written by Sebastian Baczkiewicz, directed/produced by Marc Beeby and Jessica Dromgoole
Of all the tales told on these islands, few are as strange as that of William Palmer. Cursed, apparently, on the road to Canterbury in the spring of 1185 for denying the presence of the other world by the king of the grey folk – or Fairy – himself, and compelled to walk from that day to this between the worlds of magic and of men, and subsequently known in all the strange and wonderful lore attributed to the mysterious William Palmer, as Pilgrim.
This week saw the broadcast on BBC Radio 4 of the seventh and final series of Pilgrim – fantasy productions in a contemporary setting with magic and grey folk and all manner of surprises and horrors. I’ve listened to every episode, having been captured by the challenging and innovative nature of these dramas from the outset. While the seven series form a single story arc, in truth you can pick up and enjoy any one of these episodes as a standalone. Expect the unexpected, and be prepared to squirm now and then. I found “the drownings” of series 2 particularly disturbing.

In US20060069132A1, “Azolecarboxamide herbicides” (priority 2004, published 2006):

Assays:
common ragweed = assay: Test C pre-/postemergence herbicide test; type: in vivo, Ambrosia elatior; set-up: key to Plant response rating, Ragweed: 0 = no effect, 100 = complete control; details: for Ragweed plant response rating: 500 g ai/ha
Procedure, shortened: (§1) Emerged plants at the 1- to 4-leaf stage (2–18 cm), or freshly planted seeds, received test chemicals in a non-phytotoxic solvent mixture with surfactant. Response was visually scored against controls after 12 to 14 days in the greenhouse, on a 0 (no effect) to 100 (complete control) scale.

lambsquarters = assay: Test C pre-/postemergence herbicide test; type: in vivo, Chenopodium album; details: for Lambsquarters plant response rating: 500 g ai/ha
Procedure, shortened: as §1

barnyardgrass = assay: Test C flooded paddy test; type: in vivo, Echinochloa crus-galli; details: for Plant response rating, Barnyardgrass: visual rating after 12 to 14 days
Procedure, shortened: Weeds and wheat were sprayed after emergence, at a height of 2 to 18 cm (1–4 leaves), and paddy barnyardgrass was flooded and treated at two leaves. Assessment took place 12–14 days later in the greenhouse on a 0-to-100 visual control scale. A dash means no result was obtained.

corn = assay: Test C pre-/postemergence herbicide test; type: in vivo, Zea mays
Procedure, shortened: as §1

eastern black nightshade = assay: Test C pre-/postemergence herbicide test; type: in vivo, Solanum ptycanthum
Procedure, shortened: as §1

Baczkiewicz has a distinctive dialogue style. Often dark, conversations can also be humorous, with characters’ dialogue interweaving and being misconstrued while the writer skilfully maintains the progression of the story. He also has a lot of fun with names, such as Mr Rabbetsenhats (He’s a rabbits-in-a-hat kind of a magician.), Mrs Wellbeloved and Mr Hibbens (It rhymes with ribbons./I know what it bloody rhymes with!).
While every member of the cast excels, the highlight is undoubtedly Paul Hilton who plays William Palmer himself. A tremendous acting talent, Hilton admirably conveys the lead character’s complexity and torment. There’s no finer example than Palmer’s cameo appearance in Home Front, for which Baczkiewicz is also a core writer. When Jessie asks Will you find your way in the dark? his single word reply of Always. is delivered in such a way that it perfectly encapsulates Palmer’s weariness with the arduous nature of his cursed existence. There’s also a quality to Hilton’s voice that’s perfect for this role, a familiarity, warmth and depth that makes Palmer disarming and convivial, but which can in a moment become menacing.
Every production is unsurprisingly flawless, and the fact that the perfect theme music starts a few minutes into each episode, followed by the eerie legend at the beginning of this post, read by Agnes Bateman, gives Pilgrim a particularly modern feel. Pilgrim has been inspiring to me as a wanna-be writer of radio drama, demonstrating potential demand for the weird and somewhat left-field writing that appeals to me most, and that BBC radio drama is prepared to push boundaries and broadcast uncompromising material. I cannot recommend Pilgrim highly enough for anyone with an interest in quality drama whatever its medium. All seven series are available to buy on CD or download, and a “Pilgrim Special” is in the pipeline.
You can find my other radio-related posts here.